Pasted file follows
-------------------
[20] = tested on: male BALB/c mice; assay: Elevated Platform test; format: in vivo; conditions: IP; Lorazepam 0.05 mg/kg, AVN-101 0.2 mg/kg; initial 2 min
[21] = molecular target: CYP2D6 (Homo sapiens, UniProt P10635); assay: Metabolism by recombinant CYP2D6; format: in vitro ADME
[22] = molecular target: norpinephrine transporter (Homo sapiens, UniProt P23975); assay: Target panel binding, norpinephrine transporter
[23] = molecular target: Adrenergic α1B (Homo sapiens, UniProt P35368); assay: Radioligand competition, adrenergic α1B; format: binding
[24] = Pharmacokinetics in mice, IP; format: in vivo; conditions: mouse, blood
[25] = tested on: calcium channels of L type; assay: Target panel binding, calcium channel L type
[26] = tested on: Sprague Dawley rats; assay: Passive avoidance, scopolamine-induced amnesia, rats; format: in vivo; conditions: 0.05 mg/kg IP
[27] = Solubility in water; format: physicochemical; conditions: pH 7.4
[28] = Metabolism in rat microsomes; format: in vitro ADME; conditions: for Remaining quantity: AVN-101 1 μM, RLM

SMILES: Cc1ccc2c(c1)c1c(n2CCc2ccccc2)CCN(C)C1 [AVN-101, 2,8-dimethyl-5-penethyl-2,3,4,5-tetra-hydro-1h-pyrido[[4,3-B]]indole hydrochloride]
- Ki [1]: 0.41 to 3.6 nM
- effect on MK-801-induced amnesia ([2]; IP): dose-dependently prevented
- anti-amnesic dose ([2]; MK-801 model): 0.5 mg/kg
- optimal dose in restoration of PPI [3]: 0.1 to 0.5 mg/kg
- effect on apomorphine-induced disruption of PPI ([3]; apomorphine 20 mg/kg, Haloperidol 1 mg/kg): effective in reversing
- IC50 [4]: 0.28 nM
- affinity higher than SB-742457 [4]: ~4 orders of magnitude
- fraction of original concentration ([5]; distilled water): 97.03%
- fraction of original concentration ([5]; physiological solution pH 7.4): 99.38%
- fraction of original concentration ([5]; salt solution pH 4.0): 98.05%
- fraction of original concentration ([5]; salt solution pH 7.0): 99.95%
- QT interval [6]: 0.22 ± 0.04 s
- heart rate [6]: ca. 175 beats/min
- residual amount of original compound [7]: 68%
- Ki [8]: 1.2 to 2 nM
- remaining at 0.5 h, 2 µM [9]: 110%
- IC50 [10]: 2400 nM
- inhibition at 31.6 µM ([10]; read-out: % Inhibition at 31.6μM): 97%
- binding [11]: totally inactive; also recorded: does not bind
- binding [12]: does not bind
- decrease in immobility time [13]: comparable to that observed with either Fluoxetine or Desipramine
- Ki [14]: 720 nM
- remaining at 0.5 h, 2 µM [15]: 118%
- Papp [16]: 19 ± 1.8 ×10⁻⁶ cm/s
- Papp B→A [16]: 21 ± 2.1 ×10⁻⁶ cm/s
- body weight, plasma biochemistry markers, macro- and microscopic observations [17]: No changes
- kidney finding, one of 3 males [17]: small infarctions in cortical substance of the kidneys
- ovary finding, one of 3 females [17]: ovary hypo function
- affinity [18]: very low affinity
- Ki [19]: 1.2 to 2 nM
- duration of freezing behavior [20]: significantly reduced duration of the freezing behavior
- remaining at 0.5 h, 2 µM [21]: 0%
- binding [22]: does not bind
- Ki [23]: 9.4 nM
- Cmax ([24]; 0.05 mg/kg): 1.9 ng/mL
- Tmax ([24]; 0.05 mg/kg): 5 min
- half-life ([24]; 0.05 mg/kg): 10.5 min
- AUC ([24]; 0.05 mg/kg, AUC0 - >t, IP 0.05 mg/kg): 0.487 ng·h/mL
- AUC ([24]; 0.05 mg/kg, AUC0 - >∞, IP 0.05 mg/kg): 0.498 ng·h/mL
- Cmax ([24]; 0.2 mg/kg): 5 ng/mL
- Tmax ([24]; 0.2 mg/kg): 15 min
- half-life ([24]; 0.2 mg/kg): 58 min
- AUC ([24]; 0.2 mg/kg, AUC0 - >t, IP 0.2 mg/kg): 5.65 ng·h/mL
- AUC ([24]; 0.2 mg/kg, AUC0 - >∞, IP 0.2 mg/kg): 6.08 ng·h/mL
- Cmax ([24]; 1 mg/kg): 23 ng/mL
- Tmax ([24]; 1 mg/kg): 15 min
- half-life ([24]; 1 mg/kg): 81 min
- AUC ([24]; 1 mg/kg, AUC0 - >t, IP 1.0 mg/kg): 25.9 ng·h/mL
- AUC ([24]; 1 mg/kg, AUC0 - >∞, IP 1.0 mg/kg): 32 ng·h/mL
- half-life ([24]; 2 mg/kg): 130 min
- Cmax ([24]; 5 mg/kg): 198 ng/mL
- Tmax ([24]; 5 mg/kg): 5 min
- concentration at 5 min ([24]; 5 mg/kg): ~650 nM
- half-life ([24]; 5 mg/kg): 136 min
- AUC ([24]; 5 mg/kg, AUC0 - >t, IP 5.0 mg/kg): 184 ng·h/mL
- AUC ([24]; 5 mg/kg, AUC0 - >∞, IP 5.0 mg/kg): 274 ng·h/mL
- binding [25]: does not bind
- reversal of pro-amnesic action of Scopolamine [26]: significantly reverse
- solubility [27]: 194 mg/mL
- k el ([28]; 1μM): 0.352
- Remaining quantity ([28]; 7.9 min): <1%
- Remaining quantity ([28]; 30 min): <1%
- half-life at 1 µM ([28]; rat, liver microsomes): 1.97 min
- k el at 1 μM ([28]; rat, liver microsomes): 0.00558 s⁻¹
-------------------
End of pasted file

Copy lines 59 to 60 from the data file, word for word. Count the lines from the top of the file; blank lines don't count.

- AUC ([24]; 1 mg/kg, AUC0 - >∞, IP 1.0 mg/kg): 32 ng·h/mL
- half-life ([24]; 2 mg/kg): 130 min